Brunede kartofler requires just four simple ingredients: new potatoes, sugar, butter, and water. To prepare the dish, wash, dry, and peel the potatoes. Cook the sugar in a skillet until it melts, then add butter until you obtain a syrup-like consistency. Next, add the potatoes and water and cook everything together for six to eight minutes. Do like the Danes do and serve it as a side dish with either roasted pork belly, goose, or duck.

6. Potatissallad

Pretty much every country around the world welcomes the warm temperatures and slower pace of life that the summer season brings. But no one celebrates summer's arrival more than the Swedes. In Sweden, the summer solstice is a national holiday. Like any good summer holiday, the celebration is full of games, music, and plenty of seasonal food. Some of the most common foods you'll see are pickled herring, gravlax, meatballs, and strawberries.

But no celebration would be complete without potatissallad (aka potato salad). Swedish potato salad combines fresh new potatoes (färskpotatis in Swedish) with mustard sauce, chopped cornichons, capers, and fresh dill. Making this delicious side couldn't be easier. Start by boiling the potatoes until tender. Once cooked and drained, add mustard, cornichons, and capers. Toss until all of the ingredients are evenly distributed. Finish with some salt, pepper, and fresh sprigs of dill. To truly immerse yourself in Swedish culture, make sure to take sips of aquavit in between bites.

7. Kartöflur í jafningi

While you might have heard of some of the more unique dishes Iceland has to offer (fermented shark, anyone?), many of the country's dishes contain just a few simple ingredients. In particular, you're likely to find a combination of fish, lamb, skyr, and potatoes in most dishes. Kartöflur í jafningi, also known as Icelandic potatoes in white sauce, is a good representation of the country's staple ingredients coming together to form a delicious side dish.

Kartöflur í jafningi starts off with peeled boiled potatoes. While the potatoes are cooking, prepare the béchamel-like cream sauce. To make it, melt butter in a saucepan and add flour to create a roux. Next, add some warm milk, whisk, and bring to a boil. Once the sauce thickens up, add salt, white pepper, and nutmeg. Drizzle the sauce over the diced potatoes. For the most traditional presentation, serve it with either lamb or fiskibollur (fried white fish balls).

8. Raspeballer

Pretty much every country has a popular potato dish it claims as its own. Ireland has boxty, South Korea has gamja jorim, and Mexico has empanadas de papa. For its part, Norway has raspeballer. Raspeballer means shredded balls in Norwegian, but these potato dumplings go by a number of different names depending on where in Norway they're made. Komler, komper, or potetballer are just a few of the other terms that refer to these starchy balls.

They're made using a combination of raw and boiled shredded potatoes. The grated potatoes are combined with flour and salt to form a dough, then boiled in either water or broth for 30 to 40 minutes until cooked. Norwegians serve these simple dumplings with a variety of ingredients. Some prefer to go the sweet route, adding syrup, brown sugar, or lingonberry jam. Others serve them as a side dish with pork knuckle, salted lamb, or boiled vegetables. Perhaps the most authentically Norwegian way to serve the dish is with brunost, a brown cheese made from caramelized whey.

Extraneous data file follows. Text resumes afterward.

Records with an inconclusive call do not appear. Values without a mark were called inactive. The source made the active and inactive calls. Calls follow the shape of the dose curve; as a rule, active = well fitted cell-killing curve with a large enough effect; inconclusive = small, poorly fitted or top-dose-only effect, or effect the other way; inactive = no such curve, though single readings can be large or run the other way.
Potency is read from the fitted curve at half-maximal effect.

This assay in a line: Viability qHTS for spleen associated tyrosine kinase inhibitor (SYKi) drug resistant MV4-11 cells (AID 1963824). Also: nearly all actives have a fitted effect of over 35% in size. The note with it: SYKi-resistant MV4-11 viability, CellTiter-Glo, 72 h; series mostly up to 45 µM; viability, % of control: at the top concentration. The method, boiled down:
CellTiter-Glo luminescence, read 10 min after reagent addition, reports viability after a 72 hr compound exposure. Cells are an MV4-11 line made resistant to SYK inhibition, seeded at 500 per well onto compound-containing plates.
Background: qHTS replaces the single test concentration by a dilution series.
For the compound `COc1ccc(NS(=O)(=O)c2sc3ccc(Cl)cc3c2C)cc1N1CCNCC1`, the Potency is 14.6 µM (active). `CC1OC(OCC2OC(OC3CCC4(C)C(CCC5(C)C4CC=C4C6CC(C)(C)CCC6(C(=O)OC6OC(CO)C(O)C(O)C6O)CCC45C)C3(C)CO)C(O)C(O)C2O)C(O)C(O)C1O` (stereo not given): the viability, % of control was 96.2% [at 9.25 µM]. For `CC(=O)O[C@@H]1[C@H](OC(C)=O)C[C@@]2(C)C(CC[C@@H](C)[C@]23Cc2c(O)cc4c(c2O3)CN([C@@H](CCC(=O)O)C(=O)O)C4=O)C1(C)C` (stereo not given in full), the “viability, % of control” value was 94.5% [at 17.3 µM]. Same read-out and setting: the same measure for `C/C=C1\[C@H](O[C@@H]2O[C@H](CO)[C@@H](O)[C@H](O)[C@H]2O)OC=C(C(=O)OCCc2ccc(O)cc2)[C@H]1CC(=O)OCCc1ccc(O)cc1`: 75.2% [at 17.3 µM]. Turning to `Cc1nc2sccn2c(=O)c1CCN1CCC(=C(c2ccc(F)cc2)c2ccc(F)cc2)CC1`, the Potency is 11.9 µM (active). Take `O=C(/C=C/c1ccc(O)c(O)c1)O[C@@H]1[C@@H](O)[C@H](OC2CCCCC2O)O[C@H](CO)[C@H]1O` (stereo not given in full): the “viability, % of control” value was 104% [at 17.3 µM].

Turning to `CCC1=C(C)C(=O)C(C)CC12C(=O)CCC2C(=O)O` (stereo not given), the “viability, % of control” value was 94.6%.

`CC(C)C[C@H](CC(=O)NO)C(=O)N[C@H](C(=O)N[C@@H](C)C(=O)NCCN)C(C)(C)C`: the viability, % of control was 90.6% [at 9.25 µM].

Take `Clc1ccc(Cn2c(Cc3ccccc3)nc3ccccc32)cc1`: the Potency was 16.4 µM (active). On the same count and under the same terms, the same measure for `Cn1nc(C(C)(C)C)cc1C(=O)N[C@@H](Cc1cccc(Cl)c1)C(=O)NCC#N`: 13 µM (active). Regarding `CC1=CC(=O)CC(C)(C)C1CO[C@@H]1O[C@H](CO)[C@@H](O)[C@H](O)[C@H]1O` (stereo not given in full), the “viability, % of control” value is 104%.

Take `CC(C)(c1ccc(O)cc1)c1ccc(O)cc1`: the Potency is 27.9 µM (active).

9. Kroppkaka

If you've ever eaten a heavy, carb-laden dish before, you've probably experienced the lethargy and sleepiness associated with consuming a large meal. In the medical world, it's known as postprandial somnolence, but the rest of us know it by its common name — a food coma. While you may consider yourself well-versed in food comas, chances are you've never felt the absolute languor that comes after eating the Swedish potato dumplings known as kroppkaka (plural kroppkakor). Heck, the Swedes even refer to the symptoms as a kroppkaka coma.

Kroppkakor originated sometime during the 18th century on the Swedish island of Öland. At that time, the dough was made using a mixture of wheat and barley flours, then stuffed with lamb, goose, or pork. Potatoes replaced barley flour sometime during the mid-19th century. The fillings also evolved over time, with eel and herring making appearances over the course of the dumplings' development.

Nowadays, you're most likely to find kroppkakor filled with fried bacon and onions. While traditional recipes used a fair number of spices, the modern version uses white and black pepper and maybe a bit of allspice. There are two main ways to prepare kroppkakor. The first method involves boiling the stuffed potato balls in water, then covering them with melted butter and lingonberry sauce. If you're a rebel, fry the dumplings in oil, then cover them with béchamel and lingonberry sauce.

10. Brændende kærlighed

With their unfussy flavor, melt-in-your-mouth texture, and endless versatility, we can all agree that mashed potatoes are a wonderful dish. But are they something to feel passionate about? Danes seem to think so. In fact, the Danish call their version of this classic dish brændende kærlighed, something that translates to burning love. The name might seem a bit extreme, but wait until you hear about the ingredients before making a final decision.

Brændende kærlighed starts off with airy mashed potatoes. We recommend using plenty of butter and a hand mixer for the best results. Season to taste with salt, pepper, and nutmeg. For the topping, fry high-quality bacon until crispy. Remove the bacon and cook onions in the bacon fat until translucent. Cut the bacon into small pieces while the onions are cooking. Top the mashed potatoes with the onions and bacon, as well as some fresh herbs like parsley or chives. Serve the dish piping hot alongside syltede rødbeder (aka pickled beets) for the full Danish experience.

11. Palt